1,354 citations

01 Sep 2002
TL;DR: In this paper, the authors present a survey of the types of U.S. school programs provided for these linguistically and culturally diverse students, focusing on English language learners' (ELLs/LEPs) academic achievement in Grades K-12.
Abstract: Our research from 1985 to 2001 has focused on analyzing the great variety of education services provided for language minority (LM) students in U.S. public schools and the resulting long-term academic achievement of these students. This five-year research study (1996-2001) is our most recent overview of the types of U.S. school programs provided for these linguistically and culturally diverse students, especially focusing on English language learners’ (ELLs/LEPs) academic achievement in Grades K-12. This study includes qualitative and quantitative research findings from five urban and rural research sites in the northeast, northwest, south-central, and southeast U.S. It is designed to answer urgent policy questions of interest to the federal and state governments of the United States, since this demographic group is projected to be 40 percent of the school-age population by the 2030s and most U.S. schools are currently under-educating this student group. Overall, this research provides whole school district views of policy decision-making that is data-driven regarding designing, implementing, evaluating, and reforming the education of LM students.

1,267 citations

Journal ArticleDOI
TL;DR: The authors examine various approaches to explaining ethnic enterprise, using a framework based on three dimensions: an ethnic group's access to opportunities, the characteristics of a group, and emergent strategies.
Abstract: We examine various approaches to explaining ethnic enterprise, using a framework based on three dimensions: an ethnic group's access to opportunities, the characteristics of a group, and emergent strategies A common theme pervades research on ethnic business: Ethnic groups adapt to the resources made available by their environments, which vary substantially across societies and over time Four issues emerge as requiring greater attention: the reciprocal relation between ethnicity and entrepreneurship, more careful use of ethnic labels and categories in research, a need for more multigroup, comparative research, and more process-oriented research designs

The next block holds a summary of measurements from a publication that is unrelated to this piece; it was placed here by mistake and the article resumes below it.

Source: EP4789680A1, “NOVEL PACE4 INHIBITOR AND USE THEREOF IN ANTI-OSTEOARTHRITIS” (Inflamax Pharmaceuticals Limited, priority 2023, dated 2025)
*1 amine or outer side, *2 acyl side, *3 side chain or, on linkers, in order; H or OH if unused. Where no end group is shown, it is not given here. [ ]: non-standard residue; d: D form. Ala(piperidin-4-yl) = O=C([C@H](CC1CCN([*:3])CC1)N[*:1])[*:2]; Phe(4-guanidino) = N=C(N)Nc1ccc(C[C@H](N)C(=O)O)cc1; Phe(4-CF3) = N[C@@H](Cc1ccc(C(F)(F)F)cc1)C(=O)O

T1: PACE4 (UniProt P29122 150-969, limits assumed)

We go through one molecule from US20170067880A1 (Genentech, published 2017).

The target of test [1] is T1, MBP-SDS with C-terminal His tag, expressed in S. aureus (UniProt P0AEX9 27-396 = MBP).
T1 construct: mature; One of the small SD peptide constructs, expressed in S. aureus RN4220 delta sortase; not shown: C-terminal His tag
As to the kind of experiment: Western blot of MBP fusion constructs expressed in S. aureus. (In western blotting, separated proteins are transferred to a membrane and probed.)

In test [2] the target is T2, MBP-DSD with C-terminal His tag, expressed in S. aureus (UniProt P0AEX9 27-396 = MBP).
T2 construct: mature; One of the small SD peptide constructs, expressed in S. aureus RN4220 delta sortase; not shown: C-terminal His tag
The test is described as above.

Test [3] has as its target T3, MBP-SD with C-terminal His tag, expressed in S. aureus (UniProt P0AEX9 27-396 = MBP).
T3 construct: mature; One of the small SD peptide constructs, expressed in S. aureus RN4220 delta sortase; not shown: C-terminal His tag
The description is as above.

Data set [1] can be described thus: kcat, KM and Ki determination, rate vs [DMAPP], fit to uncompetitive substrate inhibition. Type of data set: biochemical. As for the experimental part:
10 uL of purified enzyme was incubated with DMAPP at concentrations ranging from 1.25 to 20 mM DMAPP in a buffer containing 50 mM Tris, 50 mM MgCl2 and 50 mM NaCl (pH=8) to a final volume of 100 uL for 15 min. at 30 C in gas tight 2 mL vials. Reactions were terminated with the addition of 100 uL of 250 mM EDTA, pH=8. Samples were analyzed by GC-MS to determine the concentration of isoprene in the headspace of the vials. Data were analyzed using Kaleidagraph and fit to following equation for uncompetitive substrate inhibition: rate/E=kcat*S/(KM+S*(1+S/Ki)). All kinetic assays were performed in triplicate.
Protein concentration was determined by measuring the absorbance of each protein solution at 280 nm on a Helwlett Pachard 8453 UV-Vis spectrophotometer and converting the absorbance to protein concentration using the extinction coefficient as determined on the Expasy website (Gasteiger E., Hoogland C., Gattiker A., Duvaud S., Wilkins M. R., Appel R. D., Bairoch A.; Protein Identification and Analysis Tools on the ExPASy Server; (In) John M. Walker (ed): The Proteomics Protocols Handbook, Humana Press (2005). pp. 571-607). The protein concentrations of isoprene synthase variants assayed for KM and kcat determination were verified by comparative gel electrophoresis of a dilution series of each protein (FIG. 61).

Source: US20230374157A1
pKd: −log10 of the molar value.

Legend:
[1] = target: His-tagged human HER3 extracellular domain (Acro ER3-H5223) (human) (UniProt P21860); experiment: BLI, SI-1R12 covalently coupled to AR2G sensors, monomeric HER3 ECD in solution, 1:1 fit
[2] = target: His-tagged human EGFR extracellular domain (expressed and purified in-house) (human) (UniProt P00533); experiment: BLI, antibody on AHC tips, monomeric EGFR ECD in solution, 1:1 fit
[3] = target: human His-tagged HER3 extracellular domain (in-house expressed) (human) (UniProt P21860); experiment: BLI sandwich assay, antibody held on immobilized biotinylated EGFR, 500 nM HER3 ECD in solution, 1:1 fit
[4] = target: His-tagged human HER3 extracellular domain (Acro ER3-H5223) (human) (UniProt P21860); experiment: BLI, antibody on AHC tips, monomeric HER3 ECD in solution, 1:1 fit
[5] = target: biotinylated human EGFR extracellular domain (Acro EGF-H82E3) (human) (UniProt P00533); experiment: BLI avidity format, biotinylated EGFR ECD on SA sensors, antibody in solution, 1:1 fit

1,247 citations

01 Sep 2002
TL;DR: In this paper, the authors present a survey of the types of U.S. school programs provided for these linguistically and culturally diverse students, focusing on English language learners' (ELLs/LEPs) academic achievement in Grades K-12.
Abstract: Our research from 1985 to 2001 has focused on analyzing the great variety of education services provided for language minority (LM) students in U.S. public schools and the resulting long-term academic achievement of these students. This five-year research study (1996-2001) is our most recent overview of the types of U.S. school programs provided for these linguistically and culturally diverse students, especially focusing on English language learners’ (ELLs/LEPs) academic achievement in Grades K-12. This study includes qualitative and quantitative research findings from five urban and rural research sites in the northeast, northwest, south-central, and southeast U.S. It is designed to answer urgent policy questions of interest to the federal and state governments of the United States, since this demographic group is projected to be 40 percent of the school-age population by the 2030s and most U.S. schools are currently under-educating this student group. Overall, this research provides whole school district views of policy decision-making that is data-driven regarding designing, implementing, evaluating, and reforming the education of LM students.

994 citations